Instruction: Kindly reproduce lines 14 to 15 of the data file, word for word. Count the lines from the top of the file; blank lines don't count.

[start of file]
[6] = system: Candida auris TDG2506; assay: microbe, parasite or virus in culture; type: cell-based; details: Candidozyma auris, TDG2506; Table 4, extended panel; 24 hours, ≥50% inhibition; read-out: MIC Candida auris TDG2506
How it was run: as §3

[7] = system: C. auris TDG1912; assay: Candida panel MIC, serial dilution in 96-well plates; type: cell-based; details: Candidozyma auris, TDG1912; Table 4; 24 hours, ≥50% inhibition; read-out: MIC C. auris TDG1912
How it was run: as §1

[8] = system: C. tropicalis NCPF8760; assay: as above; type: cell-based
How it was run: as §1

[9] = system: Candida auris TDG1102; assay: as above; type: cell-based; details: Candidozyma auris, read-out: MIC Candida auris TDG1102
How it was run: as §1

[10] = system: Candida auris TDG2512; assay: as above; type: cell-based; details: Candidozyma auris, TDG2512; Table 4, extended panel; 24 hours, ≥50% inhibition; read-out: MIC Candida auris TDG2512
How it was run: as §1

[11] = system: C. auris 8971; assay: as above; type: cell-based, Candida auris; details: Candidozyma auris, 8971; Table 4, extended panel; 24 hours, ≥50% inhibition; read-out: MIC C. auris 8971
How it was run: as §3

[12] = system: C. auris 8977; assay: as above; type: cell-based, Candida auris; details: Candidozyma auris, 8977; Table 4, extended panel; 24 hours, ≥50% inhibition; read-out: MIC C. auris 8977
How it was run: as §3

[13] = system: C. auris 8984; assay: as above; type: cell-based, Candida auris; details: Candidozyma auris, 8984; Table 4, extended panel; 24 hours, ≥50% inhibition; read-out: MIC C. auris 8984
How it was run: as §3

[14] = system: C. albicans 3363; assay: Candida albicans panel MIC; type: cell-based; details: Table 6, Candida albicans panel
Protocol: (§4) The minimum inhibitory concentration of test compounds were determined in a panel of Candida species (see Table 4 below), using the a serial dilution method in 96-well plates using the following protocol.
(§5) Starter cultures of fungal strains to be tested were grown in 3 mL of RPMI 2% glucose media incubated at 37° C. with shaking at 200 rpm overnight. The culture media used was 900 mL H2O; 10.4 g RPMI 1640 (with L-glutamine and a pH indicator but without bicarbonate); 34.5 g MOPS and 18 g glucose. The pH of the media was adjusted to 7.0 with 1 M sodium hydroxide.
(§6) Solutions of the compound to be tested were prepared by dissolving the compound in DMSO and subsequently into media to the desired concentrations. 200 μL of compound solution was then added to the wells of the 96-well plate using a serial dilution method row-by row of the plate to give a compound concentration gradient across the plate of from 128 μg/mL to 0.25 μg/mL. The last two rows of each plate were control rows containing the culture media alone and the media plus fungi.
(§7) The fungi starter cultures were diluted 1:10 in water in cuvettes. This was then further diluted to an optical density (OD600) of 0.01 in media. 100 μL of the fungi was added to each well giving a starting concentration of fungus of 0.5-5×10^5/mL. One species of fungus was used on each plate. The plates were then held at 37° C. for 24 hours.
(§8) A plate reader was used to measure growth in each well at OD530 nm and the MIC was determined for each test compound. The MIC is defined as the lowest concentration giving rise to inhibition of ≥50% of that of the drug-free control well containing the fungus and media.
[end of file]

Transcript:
How it was run: as §3

[13] = system: C. auris 8984; assay: as above; type: cell-based, Candida auris; details: Candidozyma auris, 8984; Table 4, extended panel; 24 hours, ≥50% inhibition; read-out: MIC C. auris 8984